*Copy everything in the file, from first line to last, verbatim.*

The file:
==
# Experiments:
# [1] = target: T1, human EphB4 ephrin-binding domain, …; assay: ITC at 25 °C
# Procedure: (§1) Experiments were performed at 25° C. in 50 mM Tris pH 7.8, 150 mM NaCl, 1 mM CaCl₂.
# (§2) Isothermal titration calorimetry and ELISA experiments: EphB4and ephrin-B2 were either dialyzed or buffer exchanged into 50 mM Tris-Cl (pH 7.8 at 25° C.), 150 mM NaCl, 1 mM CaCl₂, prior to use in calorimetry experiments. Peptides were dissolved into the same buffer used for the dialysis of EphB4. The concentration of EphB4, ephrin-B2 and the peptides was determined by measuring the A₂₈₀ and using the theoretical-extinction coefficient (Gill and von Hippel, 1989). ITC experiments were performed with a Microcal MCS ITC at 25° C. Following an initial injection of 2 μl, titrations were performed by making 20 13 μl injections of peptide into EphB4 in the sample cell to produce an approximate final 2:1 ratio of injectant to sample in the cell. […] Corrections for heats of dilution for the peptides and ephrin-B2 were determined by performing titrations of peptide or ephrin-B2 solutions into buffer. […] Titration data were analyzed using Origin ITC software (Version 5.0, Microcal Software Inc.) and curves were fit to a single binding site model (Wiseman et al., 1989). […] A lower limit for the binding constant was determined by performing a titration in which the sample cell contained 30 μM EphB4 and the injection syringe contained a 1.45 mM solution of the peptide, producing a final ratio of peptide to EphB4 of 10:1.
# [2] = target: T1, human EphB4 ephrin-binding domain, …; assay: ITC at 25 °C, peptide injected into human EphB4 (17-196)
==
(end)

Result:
# Experiments:
# [1] = target: T1, human EphB4 ephrin-binding domain, …; assay: ITC at 25 °C
# Procedure: (§1) Experiments were performed at 25° C. in 50 mM Tris pH 7.8, 150 mM NaCl, 1 mM CaCl₂.
# (§2) Isothermal titration calorimetry and ELISA experiments: EphB4and ephrin-B2 were either dialyzed or buffer exchanged into 50 mM Tris-Cl (pH 7.8 at 25° C.), 150 mM NaCl, 1 mM CaCl₂, prior to use in calorimetry experiments. Peptides were dissolved into the same buffer used for the dialysis of EphB4. The concentration of EphB4, ephrin-B2 and the peptides was determined by measuring the A₂₈₀ and using the theoretical-extinction coefficient (Gill and von Hippel, 1989). ITC experiments were performed with a Microcal MCS ITC at 25° C. Following an initial injection of 2 μl, titrations were performed by making 20 13 μl injections of peptide into EphB4 in the sample cell to produce an approximate final 2:1 ratio of injectant to sample in the cell. […] Corrections for heats of dilution for the peptides and ephrin-B2 were determined by performing titrations of peptide or ephrin-B2 solutions into buffer. […] Titration data were analyzed using Origin ITC software (Version 5.0, Microcal Software Inc.) and curves were fit to a single binding site model (Wiseman et al., 1989). […] A lower limit for the binding constant was determined by performing a titration in which the sample cell contained 30 μM EphB4 and the injection syringe contained a 1.45 mM solution of the peptide, producing a final ratio of peptide to EphB4 of 10:1.
# [2] = target: T1, human EphB4 ephrin-binding domain, …; assay: ITC at 25 °C, peptide injected into human EphB4 (17-196)